Charges of both voter fraud and voter intimidation have surfaced in the wake of the 2022 congressional election. Several states also voted on ballot measures to alter their election laws by, for example, requiring photo-identification requirements, prohibiting non-U.S. citizens from voting in local elections, and expanding access to early voting. Before the election, YouGov asked 1,000 Americans about their views on voter fraud, voter suppression, and a range of election laws.
Americans are almost evenly divided on whether people committing voter fraud (26%) or eligible voters being prevented from voting (30%) is a more widespread problem. Another 23% say they are equally widespread, while 20% are unsure. Republicans are far more concerned than Democrats about fraud, and the inverse is true for voter suppression. About half of Democrats (53%) think people being prevented from voting is the more widespread problem, while only 10% said the same for voter fraud. Republicans, on the other hand, are far more likely to think fraud is more widespread (48%), while only 12% say the problem that is more widespread is people being prevented from voting.
These results hold when Americans are asked about specific election policies. Democrats are more likely to favor policies that aim to make voting easier while Republicans are more supportive of policies that are intended to increase election security. However, despite partisan differences, many of these policies get majority support from each of the major parties. While Republicans (84%) are more supportive of requiring photo identification to vote, a majority of Democrats (56%) also favor the policy. Majorities in both parties also support requiring proof of citizenship to vote, allowing states to have two weeks of early voting prior to Election Day, and raising standards for voting accessibility for people with disabilities.
However, not all of the election policies polled garner bipartisan support. Democrats (75%) are twice as likely as Republicans (37%) to support allowing any voter to cast a mail ballot even if they could vote in person. Democrats also are more supportive than Republicans of allowing ballot drop boxes, requiring states to offer same-day voter registration, and requiring that states offer online voter registration. Allowing voting by formerly incarcerated people is similarly contentious, with 71% of Democrats but only 36% of Republicans in support.
Republicans (76%) are more likely than Democrats (58%) to support allowing election observers to watch the Election Day process. This result is consistent with the parties’ views of election observers more generally. Overall, 40% of Americans think that election observers are focused on protecting election integrity, while 20% think they are focused on intimidating voters. Another 40% think they are not focused on either goal or are unsure. However, a majority of Republicans (54%) think observers are focused on protecting election integrity, and only 12% think that their goal is to intimidate voters. Democrats are more evenly divided on the issue, as 37% think protecting integrity is election observers’ main focus and 33% believe the same of intimidation.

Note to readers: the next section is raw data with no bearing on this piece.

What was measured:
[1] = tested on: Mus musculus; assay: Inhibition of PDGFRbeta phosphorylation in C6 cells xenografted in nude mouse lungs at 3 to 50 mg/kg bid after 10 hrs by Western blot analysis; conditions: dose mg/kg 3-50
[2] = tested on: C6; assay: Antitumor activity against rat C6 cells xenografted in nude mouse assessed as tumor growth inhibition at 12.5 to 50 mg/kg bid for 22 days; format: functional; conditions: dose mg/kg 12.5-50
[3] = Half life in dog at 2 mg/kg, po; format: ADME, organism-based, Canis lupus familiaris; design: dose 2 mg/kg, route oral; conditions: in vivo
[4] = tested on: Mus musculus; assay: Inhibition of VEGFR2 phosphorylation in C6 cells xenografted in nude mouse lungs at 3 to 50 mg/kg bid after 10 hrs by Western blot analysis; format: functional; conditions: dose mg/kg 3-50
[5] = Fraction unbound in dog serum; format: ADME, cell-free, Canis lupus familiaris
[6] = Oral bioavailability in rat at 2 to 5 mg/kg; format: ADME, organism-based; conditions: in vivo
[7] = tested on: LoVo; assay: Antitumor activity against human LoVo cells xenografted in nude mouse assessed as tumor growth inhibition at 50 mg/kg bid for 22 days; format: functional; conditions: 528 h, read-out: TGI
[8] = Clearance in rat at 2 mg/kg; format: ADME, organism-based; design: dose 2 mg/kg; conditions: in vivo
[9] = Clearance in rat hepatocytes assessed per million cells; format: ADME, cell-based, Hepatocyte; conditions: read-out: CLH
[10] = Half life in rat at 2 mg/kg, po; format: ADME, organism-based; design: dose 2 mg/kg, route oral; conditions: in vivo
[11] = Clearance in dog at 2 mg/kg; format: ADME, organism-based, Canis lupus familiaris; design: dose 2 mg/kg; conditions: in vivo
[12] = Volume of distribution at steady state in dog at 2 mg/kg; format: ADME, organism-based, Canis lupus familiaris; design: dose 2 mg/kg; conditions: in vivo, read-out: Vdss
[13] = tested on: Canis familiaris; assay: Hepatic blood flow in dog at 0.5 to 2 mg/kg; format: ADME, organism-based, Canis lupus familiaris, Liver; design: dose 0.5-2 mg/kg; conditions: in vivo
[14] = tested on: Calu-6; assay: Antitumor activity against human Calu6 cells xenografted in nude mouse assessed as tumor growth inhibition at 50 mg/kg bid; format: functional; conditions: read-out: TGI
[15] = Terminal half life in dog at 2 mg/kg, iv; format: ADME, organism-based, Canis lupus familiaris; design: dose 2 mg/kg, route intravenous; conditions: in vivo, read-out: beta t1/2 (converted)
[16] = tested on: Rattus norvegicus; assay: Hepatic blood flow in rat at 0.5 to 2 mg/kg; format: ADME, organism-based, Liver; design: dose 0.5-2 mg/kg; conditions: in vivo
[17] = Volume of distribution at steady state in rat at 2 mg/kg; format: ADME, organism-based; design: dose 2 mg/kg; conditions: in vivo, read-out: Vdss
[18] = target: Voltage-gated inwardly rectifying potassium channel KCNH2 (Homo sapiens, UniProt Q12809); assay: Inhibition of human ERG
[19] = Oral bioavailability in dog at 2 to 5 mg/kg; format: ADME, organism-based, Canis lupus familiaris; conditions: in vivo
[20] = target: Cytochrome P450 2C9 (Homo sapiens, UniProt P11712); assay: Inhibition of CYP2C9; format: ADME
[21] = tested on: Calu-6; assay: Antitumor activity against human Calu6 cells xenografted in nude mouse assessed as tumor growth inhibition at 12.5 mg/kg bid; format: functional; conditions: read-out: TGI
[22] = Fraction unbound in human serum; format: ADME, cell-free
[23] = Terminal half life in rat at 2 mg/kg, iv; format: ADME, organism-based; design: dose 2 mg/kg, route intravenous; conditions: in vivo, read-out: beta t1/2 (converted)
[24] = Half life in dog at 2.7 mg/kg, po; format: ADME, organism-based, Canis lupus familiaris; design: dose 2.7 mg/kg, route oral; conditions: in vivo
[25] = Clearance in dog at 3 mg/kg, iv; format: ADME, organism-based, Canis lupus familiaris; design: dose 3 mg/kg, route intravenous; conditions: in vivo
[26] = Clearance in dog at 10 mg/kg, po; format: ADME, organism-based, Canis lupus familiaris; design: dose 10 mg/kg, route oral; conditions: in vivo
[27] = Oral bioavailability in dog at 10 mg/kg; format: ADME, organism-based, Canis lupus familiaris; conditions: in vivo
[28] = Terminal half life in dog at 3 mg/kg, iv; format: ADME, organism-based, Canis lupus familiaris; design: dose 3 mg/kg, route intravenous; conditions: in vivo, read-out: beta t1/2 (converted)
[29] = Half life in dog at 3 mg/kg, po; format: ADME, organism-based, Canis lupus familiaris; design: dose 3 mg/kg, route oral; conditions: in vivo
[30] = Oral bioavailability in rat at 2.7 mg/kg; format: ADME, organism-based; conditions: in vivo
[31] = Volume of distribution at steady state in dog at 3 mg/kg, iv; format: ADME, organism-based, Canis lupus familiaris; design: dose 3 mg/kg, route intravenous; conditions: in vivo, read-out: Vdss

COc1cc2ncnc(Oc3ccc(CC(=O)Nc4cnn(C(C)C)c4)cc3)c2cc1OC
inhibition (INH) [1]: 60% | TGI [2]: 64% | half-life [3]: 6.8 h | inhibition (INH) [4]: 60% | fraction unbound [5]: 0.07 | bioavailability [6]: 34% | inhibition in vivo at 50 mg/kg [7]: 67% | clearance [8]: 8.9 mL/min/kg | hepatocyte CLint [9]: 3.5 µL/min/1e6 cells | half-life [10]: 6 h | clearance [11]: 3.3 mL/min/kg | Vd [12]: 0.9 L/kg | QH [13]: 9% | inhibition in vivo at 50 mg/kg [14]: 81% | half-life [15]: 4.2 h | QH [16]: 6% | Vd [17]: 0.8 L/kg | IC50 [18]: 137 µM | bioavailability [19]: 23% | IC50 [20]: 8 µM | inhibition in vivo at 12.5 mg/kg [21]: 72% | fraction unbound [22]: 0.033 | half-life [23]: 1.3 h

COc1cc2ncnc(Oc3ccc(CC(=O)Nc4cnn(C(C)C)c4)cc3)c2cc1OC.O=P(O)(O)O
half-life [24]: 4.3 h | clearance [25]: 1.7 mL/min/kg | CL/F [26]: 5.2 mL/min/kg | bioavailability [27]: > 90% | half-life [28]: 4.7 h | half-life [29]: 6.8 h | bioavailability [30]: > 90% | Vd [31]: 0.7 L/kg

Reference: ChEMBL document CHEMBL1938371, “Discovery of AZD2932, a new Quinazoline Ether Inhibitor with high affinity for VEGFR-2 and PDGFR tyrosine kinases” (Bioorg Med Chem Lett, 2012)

The counting of mail ballots was another contentious issue in the lead-up to the 2022 congressional election, particularly regarding when ballots are dated and when they must arrive at the elections office. Most Americans think that a ballot should have to arrive on (33%) or before (19%) Election Day, at the latest, to be counted. But one-third (33%) think a ballot arriving after Election Day should count, as long as its postmark indicates it was sent on or before Election Day. Republicans (44%) are more likely than Democrats (33%) to say a ballot should have to arrive on Election Day at the latest to be counted. Meanwhile, Democrats (45%) are more supportive of allowing ballots to arrive after Election Day than Republicans (26%) are.
Americans are also divided about whether someone other than a voter should be allowed to return the voter's mail ballot in-person to the local elections office or a ballot dropbox: 37% think that people should be able to return someone else's ballot and 36% do not think they should be allowed to do so. The remaining 27% are unsure whether this should be allowed. There are significant party-based differences as well. Democrats are twice as likely as Republicans to say that voters should be allowed to return others' mail ballots (58% vs. 29%). Conversely, Democrats were far more likely than Republicans to say that voters should not be allowed to do so (22% vs. 53%). The most common response for Independents was “not sure.”
— Taylor Orth contributed to this article
This poll was conducted on November 4 - 6, 2022, among 1,000 U.S. adult citizens. Explore more on the methodology and data for this poll.
Image: Getty (Tetra Images)